Scientists are getting closer to identifying genes associated with the illness. These genes regulate the generation of chemicals in your brain that may indicate sleep and waking cycles.
Some experts believe narcolepsy occurs because your brain has difficulty producing a substance called hypocretin. They’ve also discovered issues in regions of the brain that control REM sleep.
One of the risk factors for narcolepsy is age. Narcolepsy typically appears between the ages of 15 and 25, however, it can appear at any age. If you have a family history of narcolepsy, your chances of developing it are 20 to 40 times larger.
Some patients with narcolepsy also have the following problems:
Narcolepsy symptoms may appear like those of other medical conditions. Your diagnosis could include:
Sleep history: For a number of weeks, your doctor may urge you to keep track of your symptoms and when you sleep.
Polysomnogram (PSG): This is a sleep disorder clinic or a sleep lab test. It is an overnight test that records issues in your sleep cycle by taking continual measures while you sleep. A PSG can help you determine whether you enter REM sleep at random moments during your sleep cycle. It can rule out other potential causes of your symptoms.
Multiple Sleep Latency Test (MSLT): This is also performed in a specialized clinic or laboratory. The test is conducted during the day to assess your proclivity to fall asleep and to determine whether certain features of REM sleep occur at unexpected times during the day. You’ll take four or five quick naps every two hours.
Narcolepsy has no cure method. However, kept treatment results in normal lifestyles for many people.
People should also aim to obtain sufficient sleep at night and take short (less than 30 minute) naps at the same time every day (usually in the afternoon). If the symptoms are minor, these remedies may be sufficient. Cataplexy sufferers should avoid anything that causes cataplexy, such as laughter, rage, and fear.
Both Armodafinil and Modafinil help people stay awake by interacting with various brain receptors. These medications are taken once a day in the morning or by workers on shifts an hour before they start work. Both medications are the primary treatment for narcolepsy without cataplexy.
All of these medications are generally safe, but they might cause headaches, nausea, vomiting, and a rash. Modafinil should not be used by pregnant women since it might cause severe birth abnormalities, including defects in the heart.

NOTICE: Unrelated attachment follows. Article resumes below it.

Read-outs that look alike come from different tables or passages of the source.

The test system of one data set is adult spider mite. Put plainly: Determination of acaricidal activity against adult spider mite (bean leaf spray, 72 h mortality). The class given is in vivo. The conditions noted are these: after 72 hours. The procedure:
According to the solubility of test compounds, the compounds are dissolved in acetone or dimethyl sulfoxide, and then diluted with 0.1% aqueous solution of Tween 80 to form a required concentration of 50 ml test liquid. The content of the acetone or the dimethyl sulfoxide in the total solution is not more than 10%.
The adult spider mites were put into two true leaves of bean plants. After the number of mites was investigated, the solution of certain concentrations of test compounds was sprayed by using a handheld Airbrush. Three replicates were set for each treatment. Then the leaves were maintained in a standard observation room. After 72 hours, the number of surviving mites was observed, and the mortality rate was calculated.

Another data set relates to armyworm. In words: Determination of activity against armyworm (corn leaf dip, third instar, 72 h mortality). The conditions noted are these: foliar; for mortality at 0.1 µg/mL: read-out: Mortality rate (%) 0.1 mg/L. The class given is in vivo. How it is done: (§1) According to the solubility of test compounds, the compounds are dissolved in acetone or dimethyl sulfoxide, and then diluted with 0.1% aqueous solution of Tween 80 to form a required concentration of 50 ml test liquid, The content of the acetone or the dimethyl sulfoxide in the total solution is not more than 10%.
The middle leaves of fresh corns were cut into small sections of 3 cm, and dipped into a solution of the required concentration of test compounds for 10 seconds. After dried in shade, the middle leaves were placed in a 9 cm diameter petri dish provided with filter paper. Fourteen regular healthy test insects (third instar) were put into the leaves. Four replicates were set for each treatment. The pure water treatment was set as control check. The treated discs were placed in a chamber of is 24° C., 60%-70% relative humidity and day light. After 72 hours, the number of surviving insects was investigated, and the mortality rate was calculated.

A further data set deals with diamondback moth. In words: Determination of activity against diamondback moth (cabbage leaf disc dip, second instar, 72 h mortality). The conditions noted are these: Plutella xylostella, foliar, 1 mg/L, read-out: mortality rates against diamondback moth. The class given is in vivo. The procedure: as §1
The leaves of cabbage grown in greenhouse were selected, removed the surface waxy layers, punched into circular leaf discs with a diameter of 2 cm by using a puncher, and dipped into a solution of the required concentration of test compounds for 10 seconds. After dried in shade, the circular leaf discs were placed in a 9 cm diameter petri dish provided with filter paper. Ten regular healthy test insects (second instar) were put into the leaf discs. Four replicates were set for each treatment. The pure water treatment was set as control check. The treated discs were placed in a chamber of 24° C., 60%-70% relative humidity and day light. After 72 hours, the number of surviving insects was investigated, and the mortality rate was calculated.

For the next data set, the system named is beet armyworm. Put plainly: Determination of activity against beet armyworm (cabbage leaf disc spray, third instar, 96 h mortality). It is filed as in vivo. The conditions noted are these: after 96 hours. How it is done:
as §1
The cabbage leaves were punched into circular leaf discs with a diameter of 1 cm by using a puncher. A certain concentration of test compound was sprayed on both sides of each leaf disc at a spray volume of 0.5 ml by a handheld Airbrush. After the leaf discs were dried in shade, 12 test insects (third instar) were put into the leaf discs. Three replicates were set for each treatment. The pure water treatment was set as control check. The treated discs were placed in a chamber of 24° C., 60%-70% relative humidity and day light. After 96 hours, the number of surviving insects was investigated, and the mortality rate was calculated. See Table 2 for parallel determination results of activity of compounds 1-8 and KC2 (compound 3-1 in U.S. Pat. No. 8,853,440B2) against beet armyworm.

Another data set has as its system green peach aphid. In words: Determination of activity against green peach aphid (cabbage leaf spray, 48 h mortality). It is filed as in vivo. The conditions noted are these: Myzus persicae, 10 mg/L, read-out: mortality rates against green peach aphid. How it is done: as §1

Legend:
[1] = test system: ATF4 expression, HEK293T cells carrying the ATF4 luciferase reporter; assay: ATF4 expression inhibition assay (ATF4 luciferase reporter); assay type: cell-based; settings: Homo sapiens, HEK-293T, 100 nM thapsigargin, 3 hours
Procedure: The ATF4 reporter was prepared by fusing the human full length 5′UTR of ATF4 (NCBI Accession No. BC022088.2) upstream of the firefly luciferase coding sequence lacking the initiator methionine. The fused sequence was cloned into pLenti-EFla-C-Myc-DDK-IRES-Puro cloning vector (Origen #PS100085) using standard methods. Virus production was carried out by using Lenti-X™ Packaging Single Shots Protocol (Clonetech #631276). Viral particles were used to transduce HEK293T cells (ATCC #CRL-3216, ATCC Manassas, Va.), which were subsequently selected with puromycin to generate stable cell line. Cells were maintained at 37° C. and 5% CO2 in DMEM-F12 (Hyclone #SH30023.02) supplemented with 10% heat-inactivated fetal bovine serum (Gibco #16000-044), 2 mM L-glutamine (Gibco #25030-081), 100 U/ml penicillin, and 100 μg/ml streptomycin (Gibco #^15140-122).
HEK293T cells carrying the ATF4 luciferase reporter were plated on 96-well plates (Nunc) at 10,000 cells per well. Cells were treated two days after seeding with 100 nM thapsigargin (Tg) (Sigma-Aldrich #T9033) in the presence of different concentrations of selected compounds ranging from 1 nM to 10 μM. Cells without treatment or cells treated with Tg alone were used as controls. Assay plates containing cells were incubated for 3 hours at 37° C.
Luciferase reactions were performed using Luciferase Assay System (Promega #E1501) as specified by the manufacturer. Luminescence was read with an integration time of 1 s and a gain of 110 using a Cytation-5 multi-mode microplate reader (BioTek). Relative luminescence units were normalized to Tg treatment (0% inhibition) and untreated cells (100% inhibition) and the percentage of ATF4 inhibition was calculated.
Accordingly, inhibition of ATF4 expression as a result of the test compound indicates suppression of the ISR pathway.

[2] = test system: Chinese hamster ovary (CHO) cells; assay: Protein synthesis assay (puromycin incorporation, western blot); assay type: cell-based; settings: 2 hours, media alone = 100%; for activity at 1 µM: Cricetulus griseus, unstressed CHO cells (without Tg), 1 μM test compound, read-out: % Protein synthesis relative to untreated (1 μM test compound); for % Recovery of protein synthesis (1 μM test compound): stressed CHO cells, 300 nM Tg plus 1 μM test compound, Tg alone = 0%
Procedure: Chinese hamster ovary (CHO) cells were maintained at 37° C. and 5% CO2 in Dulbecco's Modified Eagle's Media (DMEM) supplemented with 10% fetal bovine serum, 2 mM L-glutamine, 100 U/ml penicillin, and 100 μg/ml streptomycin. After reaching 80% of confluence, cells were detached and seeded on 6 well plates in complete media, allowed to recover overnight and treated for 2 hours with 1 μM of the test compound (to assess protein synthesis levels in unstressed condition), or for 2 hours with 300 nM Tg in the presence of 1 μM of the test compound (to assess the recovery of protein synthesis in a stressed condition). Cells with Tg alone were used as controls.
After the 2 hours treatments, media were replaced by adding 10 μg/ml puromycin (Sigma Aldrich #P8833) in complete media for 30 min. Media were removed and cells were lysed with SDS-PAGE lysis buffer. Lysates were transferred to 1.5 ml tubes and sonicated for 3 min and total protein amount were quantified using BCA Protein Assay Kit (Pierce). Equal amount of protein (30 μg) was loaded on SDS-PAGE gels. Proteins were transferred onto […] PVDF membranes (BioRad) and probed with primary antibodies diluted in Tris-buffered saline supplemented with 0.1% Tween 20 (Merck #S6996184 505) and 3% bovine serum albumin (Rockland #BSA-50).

Narcolepsy is a neurological sleep disorder that has no recognized cause. The main symptom of narcolepsy is excessive and overwhelming daytime sleepiness, even after getting enough sleep at night: In addition to a thorough medical history and physical examination, many lab tests are used to confirm the diagnosis.
Although there is no cure for narcolepsy, certain symptoms can be alleviated with medications and lifestyle changes. Modafinil is a central nervous system stimulant and modafinil is typically used as the first line of treatment.
Narcolepsy is assumed to affect men and women equally, while other research shows the disorder may be more common in men. Symptoms frequently appear during youth, however, it is commonly diagnosed between the ages of 20 and 40.
However, narcolepsy is usually misinterpreted as a psychiatric disorder at first, contributing to the lengthy time to appropriate diagnosis and treatment. It is a severe neurological disorder that increases the likelihood of social and vocational dysfunction.
A rare form of narcolepsy can occur as a result of a hypothalamic imbalance caused by a brain injury. This is referred to as secondary narcolepsy. Secondary narcolepsy is a serious neurological problem that can include sleep cycle irregularities, memory loss, and mood disturbances.
Many cases of this sleep disorder are thought to be caused by a deficiency of hypocretin (also known as orexin), a brain neurotransmitter that regulates sleep. The deficit is considered to be caused by the immune system mistakenly attacking brain regions that produce hypocretin.
Imaging investigations, such as MRI, can help rule out rare causes of symptomatic narcolepsy. Idiopathic narcolepsy can be caused by structural abnormalities in the brain stem and diencephalon. In patients with secondary narcolepsy, an MRI of the brain may reveal a variety of abnormalities related to the main cause.